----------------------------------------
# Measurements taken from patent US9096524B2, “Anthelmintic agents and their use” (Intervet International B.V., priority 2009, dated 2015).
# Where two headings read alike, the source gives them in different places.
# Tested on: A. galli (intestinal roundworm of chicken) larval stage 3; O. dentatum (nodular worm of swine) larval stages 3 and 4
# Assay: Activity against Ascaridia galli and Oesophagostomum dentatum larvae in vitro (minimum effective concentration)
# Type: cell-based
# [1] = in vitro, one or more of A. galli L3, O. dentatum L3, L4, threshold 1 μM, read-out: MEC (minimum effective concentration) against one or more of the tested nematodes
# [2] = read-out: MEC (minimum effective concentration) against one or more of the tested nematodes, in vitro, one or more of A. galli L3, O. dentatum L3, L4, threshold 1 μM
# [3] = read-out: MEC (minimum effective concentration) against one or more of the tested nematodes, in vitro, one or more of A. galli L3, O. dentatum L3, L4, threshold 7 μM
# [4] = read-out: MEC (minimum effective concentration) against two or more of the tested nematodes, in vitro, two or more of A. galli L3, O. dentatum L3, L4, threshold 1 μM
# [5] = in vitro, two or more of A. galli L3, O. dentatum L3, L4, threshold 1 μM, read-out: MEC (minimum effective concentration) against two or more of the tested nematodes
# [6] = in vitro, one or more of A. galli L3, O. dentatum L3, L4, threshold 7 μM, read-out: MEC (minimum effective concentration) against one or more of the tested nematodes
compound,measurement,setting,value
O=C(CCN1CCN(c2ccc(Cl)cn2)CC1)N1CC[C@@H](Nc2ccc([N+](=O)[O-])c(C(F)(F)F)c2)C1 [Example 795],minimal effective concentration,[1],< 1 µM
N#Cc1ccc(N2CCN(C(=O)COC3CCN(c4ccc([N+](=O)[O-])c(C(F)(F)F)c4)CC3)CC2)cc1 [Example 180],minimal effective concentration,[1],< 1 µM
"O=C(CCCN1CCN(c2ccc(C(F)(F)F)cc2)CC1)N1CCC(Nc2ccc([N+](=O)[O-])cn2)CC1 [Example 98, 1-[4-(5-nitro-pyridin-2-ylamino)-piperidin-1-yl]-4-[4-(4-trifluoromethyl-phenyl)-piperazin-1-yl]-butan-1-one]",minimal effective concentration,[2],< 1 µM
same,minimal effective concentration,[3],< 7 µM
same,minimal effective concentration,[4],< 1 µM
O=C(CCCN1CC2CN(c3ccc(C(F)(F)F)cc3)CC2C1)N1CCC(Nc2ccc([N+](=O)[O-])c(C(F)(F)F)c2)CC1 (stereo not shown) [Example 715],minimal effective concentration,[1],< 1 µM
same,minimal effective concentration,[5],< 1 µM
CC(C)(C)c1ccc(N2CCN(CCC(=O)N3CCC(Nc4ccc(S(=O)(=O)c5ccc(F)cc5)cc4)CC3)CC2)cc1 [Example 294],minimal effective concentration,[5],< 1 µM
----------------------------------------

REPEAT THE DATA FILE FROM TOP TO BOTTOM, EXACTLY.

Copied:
# Measurements taken from patent US9096524B2, “Anthelmintic agents and their use” (Intervet International B.V., priority 2009, dated 2015).
# Where two headings read alike, the source gives them in different places.
# Tested on: A. galli (intestinal roundworm of chicken) larval stage 3; O. dentatum (nodular worm of swine) larval stages 3 and 4
# Assay: Activity against Ascaridia galli and Oesophagostomum dentatum larvae in vitro (minimum effective concentration)
# Type: cell-based
# [1] = in vitro, one or more of A. galli L3, O. dentatum L3, L4, threshold 1 μM, read-out: MEC (minimum effective concentration) against one or more of the tested nematodes
# [2] = read-out: MEC (minimum effective concentration) against one or more of the tested nematodes, in vitro, one or more of A. galli L3, O. dentatum L3, L4, threshold 1 μM
# [3] = read-out: MEC (minimum effective concentration) against one or more of the tested nematodes, in vitro, one or more of A. galli L3, O. dentatum L3, L4, threshold 7 μM
# [4] = read-out: MEC (minimum effective concentration) against two or more of the tested nematodes, in vitro, two or more of A. galli L3, O. dentatum L3, L4, threshold 1 μM
# [5] = in vitro, two or more of A. galli L3, O. dentatum L3, L4, threshold 1 μM, read-out: MEC (minimum effective concentration) against two or more of the tested nematodes
# [6] = in vitro, one or more of A. galli L3, O. dentatum L3, L4, threshold 7 μM, read-out: MEC (minimum effective concentration) against one or more of the tested nematodes
compound,measurement,setting,value
O=C(CCN1CCN(c2ccc(Cl)cn2)CC1)N1CC[C@@H](Nc2ccc([N+](=O)[O-])c(C(F)(F)F)c2)C1 [Example 795],minimal effective concentration,[1],< 1 µM
N#Cc1ccc(N2CCN(C(=O)COC3CCN(c4ccc([N+](=O)[O-])c(C(F)(F)F)c4)CC3)CC2)cc1 [Example 180],minimal effective concentration,[1],< 1 µM
"O=C(CCCN1CCN(c2ccc(C(F)(F)F)cc2)CC1)N1CCC(Nc2ccc([N+](=O)[O-])cn2)CC1 [Example 98, 1-[4-(5-nitro-pyridin-2-ylamino)-piperidin-1-yl]-4-[4-(4-trifluoromethyl-phenyl)-piperazin-1-yl]-butan-1-one]",minimal effective concentration,[2],< 1 µM
same,minimal effective concentration,[3],< 7 µM
same,minimal effective concentration,[4],< 1 µM
O=C(CCCN1CC2CN(c3ccc(C(F)(F)F)cc3)CC2C1)N1CCC(Nc2ccc([N+](=O)[O-])c(C(F)(F)F)c2)CC1 (stereo not shown) [Example 715],minimal effective concentration,[1],< 1 µM
same,minimal effective concentration,[5],< 1 µM
CC(C)(C)c1ccc(N2CCN(CCC(=O)N3CCC(Nc4ccc(S(=O)(=O)c5ccc(F)cc5)cc4)CC3)CC2)cc1 [Example 294],minimal effective concentration,[5],< 1 µM